Q & A Database

The GIPS Standards Q&A database contains questions and answers (Q&As) on various searchable topics that provide additional interpretation on an issue. Q&As are considered to be authoritative guidance and must be followed in order to claim compliance with the GIPS standards.

Content from prior Q&As was included in the GIPS Standards Handbook as much as possible and many Q&As were archived. Change the Status drop-down filter to "Archived" to see the archived Q&As.

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1 Result
  • Archived

    Effective: 1 September, 2011 - 31 December, 2019
    Categories: Aggregate Method
    Source: GIPS Executive Committee

    We use the aggregate method to calculate monthly composite returns. We calculate portfolio returns monthly, and only value a portfolio during the month if it experiences a large cash flow that is greater than 5% of its beginning-of-month value. We use the same large cash flow level for the composite. If any cash flow is greater than 5% of the composite’s beginning-of-month value we value all of the portfolios in the composite. For one month we calculated a composite return that was lower than the return of any portfolio in the composite. Does this mean that the aggregate method is not accurate and should not be used?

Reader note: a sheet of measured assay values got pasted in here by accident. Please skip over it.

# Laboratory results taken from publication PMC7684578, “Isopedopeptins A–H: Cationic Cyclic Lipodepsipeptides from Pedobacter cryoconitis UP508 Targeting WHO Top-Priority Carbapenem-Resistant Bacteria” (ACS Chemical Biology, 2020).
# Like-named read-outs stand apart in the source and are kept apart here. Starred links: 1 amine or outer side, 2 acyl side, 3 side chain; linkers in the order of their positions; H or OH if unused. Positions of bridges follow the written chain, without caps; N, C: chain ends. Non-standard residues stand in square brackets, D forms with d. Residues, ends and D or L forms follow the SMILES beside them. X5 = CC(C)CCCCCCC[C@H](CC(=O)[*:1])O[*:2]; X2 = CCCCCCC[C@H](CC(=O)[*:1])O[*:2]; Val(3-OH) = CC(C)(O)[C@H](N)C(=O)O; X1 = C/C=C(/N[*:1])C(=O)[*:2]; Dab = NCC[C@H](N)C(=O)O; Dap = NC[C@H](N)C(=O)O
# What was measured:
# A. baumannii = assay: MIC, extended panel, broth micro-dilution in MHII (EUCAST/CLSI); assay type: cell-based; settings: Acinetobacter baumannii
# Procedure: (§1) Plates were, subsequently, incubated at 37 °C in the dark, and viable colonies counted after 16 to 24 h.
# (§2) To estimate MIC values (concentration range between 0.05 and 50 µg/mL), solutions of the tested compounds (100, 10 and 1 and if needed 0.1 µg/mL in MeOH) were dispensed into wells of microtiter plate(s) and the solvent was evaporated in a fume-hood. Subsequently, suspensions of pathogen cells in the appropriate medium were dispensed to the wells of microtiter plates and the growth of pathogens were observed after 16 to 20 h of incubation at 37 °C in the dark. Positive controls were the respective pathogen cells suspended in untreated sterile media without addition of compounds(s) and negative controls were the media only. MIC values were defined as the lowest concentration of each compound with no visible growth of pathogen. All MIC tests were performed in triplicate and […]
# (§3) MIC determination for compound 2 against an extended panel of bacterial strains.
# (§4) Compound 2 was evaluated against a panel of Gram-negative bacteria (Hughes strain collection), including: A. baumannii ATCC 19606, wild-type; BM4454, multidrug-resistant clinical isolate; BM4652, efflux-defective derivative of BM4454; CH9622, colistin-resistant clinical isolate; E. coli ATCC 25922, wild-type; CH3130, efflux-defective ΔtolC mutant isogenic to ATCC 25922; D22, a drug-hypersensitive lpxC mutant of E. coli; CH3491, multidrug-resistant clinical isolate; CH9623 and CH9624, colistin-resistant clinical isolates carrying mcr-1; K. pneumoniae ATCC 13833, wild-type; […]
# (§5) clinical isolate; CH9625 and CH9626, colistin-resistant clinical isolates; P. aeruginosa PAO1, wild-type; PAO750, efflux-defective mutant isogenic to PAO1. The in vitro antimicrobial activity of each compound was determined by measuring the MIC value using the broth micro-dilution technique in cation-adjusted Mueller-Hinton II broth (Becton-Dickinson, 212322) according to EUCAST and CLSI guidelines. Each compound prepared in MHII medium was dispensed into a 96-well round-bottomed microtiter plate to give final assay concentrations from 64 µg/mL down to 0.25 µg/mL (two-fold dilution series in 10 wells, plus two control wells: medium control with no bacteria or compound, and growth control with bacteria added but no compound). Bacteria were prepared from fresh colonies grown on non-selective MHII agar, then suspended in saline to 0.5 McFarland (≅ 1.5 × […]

The aggregate method is an accurate method for calculating composite returns. This method calculates the composite return using the sum of the portfolio-level information for those portfolios included in the composite for the full period. The situation described in the question, where the composite return is outside the range of portfolio-level returns for a given period, can occur if the policies used to calculate portfolio-level returns do not flow through to the aggregate composite-level return calculation policies.  What is meant by “flowing through” to the composite is as follows:  if any portfolio is valued during the month due to a large cash flow, the entire composite would also be valued and the sub-period return calculated for both the portfolio and the composite.  However, in this situation, the large cash flow policies have been established such that only those portfolios in the composite that experience a large cash flow during the month are valued at the time of the large cash flow while the portfolios that did not experience a large cash flow are not valued during the month.  To prevent this situation from occurring, the firm should consider establishing a policy where all portfolios in the composite are valued if any portfolio in the composite is valued during the month due to large cash flows. Once a firm has established large cash flow policies for a composite the firm must apply the large cash flow policies consistently.